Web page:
Bad Money review: Yet another reinforcement of the ills plaguing the banking system in the country

December 13, 2020 3:00 AM

Bad Money is the story of how Indian banks, or more particularly Indian public sector banks, have converted good money from depositors to bad money through a combination of ineptitude and wrong doing.

A file photo of depositors outside a Yes Bank branch in Mumbai after the RBI imposed a moratorium on it

By Madan Sabnavis

Bad Money is the story of how Indian banks, or more particularly Indian public sector banks, have converted good money from depositors to bad money through a combination of ineptitude and wrong doing. This emotion has often been expressed by several critics and analysts and Vivek Kaul puts this together with panache that makes this book engaging. At times he may sound a bit too harsh on the PSBs and their functioning, as he has generally kept private banks out of the main discourse, though they do appear at the periphery of arguments. One can call it the writer’s prerogative.

Kaul tells us at the beginning that this book would be more like a Quentin Tarantino movie with flashbacks and hence it will not be a chronology of events but movements would be both forward and backward. This approach makes it unique as the subject is on NPA of PSBs, and all other aspects of these banks are thrown in along with the latest regulations. The good people and bad ones are known from the start. Raghuram Rajan and Arvind Subramanian are the good guys; those who run the PSBs and their owners are the not so good guys, while the crony capitalists are the bad ones.

Kaul is a very good storyteller and hence his narration on how this mess came about it is told in simple words with no jargon so that the layman can understand how banks kept lending money without due diligence at a time when everything looked great. Then came the myriad of scams that put projects in jeopardy, as suddenly power companies that started off with some plans could not get coal thanks to the court cases. Moreover, the incompetence of PSBs to evaluate term loans fast-tracked the process of NPAs being created. The cost has been borne by the deposit holders and the policy holders of LIC, which has had to invest in these banks.

PSBs are definitely the weak link here and the author gives several examples to justify his position. He quotes three successive SBI chairpersons saying the same words of the worst being behind them, only to have the successor utter the same words after doing the clean-up. So when will the clean-up really happen? That is the question. Kaul also poses the question of whether the RBI should take a part of the blame. He does not say so in plain language but does convey the view that the entire process of restructuring of debt had been fostered by the RBI and hence could not be absolved fully. We need to get out of this business of forbearance as it helps us to kick the can. Under these Covid times, this fear is quite palpable in the coming years. Here he is all praise for Rajan and Subramanian, the former CEA, and argues that the AQR was the turning point for the system which exposed everything that was wrong.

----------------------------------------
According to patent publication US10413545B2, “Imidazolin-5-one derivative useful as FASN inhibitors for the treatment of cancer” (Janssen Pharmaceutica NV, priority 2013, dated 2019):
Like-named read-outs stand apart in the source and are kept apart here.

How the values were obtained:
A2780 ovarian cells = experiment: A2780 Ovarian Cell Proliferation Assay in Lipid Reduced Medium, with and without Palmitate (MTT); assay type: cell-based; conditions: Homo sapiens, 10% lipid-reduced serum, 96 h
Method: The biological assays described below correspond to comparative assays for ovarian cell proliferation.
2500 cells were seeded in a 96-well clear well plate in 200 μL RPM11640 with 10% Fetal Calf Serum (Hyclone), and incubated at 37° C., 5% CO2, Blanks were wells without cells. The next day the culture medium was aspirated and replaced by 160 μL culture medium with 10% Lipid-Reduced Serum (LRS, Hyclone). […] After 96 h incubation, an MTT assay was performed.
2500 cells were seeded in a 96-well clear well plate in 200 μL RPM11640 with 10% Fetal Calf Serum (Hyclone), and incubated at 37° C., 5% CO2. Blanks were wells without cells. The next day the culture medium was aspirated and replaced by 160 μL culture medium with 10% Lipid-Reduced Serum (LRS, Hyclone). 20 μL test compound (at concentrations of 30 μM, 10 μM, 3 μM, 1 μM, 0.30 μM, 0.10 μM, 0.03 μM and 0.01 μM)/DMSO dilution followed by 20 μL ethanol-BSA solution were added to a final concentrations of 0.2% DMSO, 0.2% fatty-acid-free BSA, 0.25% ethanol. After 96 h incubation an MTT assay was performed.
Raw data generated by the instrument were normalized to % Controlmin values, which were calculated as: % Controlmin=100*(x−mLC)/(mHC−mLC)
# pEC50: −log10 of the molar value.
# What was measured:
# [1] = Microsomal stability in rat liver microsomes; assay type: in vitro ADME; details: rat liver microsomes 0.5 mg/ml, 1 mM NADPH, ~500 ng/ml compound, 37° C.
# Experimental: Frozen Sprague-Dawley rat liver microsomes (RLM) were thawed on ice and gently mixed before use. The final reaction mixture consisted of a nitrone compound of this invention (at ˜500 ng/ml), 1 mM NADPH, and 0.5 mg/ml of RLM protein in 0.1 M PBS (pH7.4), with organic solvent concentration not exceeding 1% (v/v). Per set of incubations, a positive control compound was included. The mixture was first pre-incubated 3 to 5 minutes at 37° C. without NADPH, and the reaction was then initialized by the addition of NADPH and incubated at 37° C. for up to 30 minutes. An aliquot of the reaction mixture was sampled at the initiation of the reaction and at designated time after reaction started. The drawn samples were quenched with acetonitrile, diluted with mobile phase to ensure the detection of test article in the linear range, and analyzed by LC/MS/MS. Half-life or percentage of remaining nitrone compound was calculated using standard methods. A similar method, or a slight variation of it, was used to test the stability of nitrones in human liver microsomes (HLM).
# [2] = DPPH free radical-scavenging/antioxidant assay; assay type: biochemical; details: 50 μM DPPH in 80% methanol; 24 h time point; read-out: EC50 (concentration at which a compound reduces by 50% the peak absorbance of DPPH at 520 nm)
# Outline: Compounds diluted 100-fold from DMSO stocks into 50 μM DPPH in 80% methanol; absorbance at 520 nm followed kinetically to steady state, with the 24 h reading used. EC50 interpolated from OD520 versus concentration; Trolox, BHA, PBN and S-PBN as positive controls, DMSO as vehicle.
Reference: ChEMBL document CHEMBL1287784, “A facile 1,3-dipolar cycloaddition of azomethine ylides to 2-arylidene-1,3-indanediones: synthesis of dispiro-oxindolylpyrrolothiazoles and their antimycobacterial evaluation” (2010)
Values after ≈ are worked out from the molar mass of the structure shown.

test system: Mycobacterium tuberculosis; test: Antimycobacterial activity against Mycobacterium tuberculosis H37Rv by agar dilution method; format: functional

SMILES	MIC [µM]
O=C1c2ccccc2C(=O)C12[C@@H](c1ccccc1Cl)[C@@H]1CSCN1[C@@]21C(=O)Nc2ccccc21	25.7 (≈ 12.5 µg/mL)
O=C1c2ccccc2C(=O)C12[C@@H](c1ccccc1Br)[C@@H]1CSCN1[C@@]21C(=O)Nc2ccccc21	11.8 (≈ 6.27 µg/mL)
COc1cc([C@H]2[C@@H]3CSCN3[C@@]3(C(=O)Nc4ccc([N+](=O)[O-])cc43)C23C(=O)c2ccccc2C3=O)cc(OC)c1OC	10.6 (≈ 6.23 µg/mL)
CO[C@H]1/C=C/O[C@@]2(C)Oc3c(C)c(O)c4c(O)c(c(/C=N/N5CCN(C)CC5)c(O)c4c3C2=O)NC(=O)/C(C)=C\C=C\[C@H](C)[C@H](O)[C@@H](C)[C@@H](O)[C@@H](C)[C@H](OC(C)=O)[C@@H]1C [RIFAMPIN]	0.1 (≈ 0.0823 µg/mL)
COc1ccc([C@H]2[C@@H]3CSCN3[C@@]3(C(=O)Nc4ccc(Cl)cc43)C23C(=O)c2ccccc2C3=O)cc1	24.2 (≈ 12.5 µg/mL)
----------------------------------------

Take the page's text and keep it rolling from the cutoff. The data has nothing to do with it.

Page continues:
From the point of view of the novice, Kaul explains in simple terms various issues like the scams or even the problem with the DISCOMs which finally get traced back to the banking system. The flashback to nationalisation is again very readable as he explains the ideology behind this move. Given that we have come a long way after 1969, the idea of PSBs is dated today. He explains well also the concepts of recapitalisation of banks, the IBC, PCA and so on.

There is a lot written on Nirav Modi and Vijay Mallya as well as some of the larger IBC cases. There is intrigue involved in loan sanctions here as some private bankers kept their distance while the PSBs went in fully. The lack of ethics in these big corporates is exposed well, especially when some of them try and buy back their companies at a discount which was plain absurd. We also get a feeling that some of these large names have borrowed without having any intention of repaying the money and have leveraged every tool available to game the system. This was a clear case of crony capitalism. The dirty dozen of IBC was a manifestation of the same.

While the author does talk of some of the mishaps in the private banks territory, the impression one could get given his inclination for privatisation of PSBs, is that private bankers can be sacked which does not happen to PSB heads. Here one may argue otherwise, as PSB chiefs have a bigger nightmare of being hounded by the investigative agencies for life while private bankers have often gotten away with resignations and some loss of reputation.

Towards the end he raises broader issues of safety of deposits with PSBs, which is something we all take for granted. He warns of the bail in policy being discussed at the policy level where deposit holders may have to shoulder some losses of loans gone bad. This may make readers edgy about putting money in bank deposits.

Kaul’s solution is to go in for privatisation and also improve governance standards. He advocates the UTI Bank or AXIS Bank model where government keeps out and let the private route work with the stake being placed with SUUTI.

Bad Money is quite timely and puts together everything one needs to know about NPAs. Written in his typical simple-to-read style, Kaul makes the issues easy to comprehend. PSB bashers will find this a delight and the students educative.

(Madan Sabnavis is chief economist, CARE Ratings)

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